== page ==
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Ukraine waiting on Shevchenko for Spain opener

Doubts over the fitness of Ukraine goal machine Andriy Shevchenko and question marks over Spain's strikers have dominated the build-up to today's clash between the two favorites to qualify from Group H.
Former European Footballer of the Year Shevchenko has been nursing a knee injury and his participation against Spain will remain in doubt until the last minute.
The 29-year-old scored as a substitute in Thursday's 3-0 warm-up win over Luxembourg and has looked sprightly in training but Shevchenko has suggested that he will not be fully fit until his team's second match against Saudi Arabia on June 19.
"I'm working with the squad and I'm feeling quite good," he said. "This period is important for me as I have to work to get in better shape, possibly not for the first match but for the ones after."
Coach Oleg Blokhin could delay a decision on whether the striker plays in today's game until as late as one hour before kickoff.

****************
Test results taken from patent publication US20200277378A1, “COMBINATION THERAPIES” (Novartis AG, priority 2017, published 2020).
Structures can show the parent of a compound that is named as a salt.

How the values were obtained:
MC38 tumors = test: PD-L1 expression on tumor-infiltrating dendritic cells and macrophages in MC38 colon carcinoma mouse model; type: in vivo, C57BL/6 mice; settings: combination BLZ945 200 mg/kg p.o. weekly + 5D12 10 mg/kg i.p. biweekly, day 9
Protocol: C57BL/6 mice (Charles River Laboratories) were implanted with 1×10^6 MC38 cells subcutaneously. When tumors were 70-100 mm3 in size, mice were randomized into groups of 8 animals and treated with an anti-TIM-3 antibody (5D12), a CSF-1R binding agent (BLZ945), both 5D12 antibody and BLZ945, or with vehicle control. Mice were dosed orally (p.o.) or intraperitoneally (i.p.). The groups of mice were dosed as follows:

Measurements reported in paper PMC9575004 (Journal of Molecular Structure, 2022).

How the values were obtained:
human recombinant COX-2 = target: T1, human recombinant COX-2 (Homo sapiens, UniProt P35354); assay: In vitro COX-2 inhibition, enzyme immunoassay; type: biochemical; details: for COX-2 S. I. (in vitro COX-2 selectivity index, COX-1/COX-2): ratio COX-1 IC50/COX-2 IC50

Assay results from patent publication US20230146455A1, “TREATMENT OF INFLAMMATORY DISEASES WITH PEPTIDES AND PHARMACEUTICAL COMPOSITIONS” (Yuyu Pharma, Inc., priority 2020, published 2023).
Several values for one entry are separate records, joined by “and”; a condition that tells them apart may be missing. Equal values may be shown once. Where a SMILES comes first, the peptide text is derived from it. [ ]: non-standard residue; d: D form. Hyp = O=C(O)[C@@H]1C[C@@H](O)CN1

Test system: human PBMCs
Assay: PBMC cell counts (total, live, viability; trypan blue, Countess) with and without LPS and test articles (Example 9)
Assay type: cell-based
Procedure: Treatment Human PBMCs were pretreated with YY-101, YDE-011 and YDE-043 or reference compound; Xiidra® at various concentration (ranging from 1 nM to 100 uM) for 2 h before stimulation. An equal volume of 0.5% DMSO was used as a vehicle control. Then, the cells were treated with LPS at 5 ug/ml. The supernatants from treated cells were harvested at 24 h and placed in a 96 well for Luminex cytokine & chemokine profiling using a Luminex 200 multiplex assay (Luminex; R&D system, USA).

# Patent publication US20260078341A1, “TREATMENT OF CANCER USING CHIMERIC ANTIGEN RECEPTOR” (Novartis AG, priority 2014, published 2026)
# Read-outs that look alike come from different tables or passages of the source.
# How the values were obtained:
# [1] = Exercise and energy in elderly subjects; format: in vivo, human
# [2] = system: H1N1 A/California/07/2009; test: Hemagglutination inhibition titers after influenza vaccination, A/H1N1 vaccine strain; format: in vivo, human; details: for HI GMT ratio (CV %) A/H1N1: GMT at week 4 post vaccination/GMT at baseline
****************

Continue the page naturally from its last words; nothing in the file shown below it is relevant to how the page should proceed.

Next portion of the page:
Spain come into the World Cup with the longest unbeaten run of the 32 finalist, having gone 22 games since its last loss and its preparations appear to have gone like clockwork but the jury is still out on the form of its forwards.
Captain and all-time leading goalscorer Raul looks headed for a place on the bench after failing to rediscover his touch since a serious knee injury while Fernando Torres, David Villa and Luis Garcia are favorites to start up front.
The trio have, however, only managed one goal between them in three warm-up games and despite their undoubted class have yet to show the necessary killer instinct.
Argentine-born defender Mariano Pernia should start at left back just a week after his goalscoring debut in a friendly with Croatia, while Marcos Senna, Xabi Alonso and Xavi look to be the first choice midfield.
After a history of World Cup disappointments, Spain's more down-to-earth approach this time could be its trump card.
"Historically, we haven't achieved good results at the World Cup," says coach Luis Aragones. "It's hardly surprising that people don't have that much faith in us but the time has come to take it one game at a time and show how good we really are."
The 67-year-old is also keen not to underestimate the opposition even though they may be without their best player.
"Ukraine are not just Shevchenko," he said. "They have a lot of other class players and we will have a tough task stopping their counter attacks."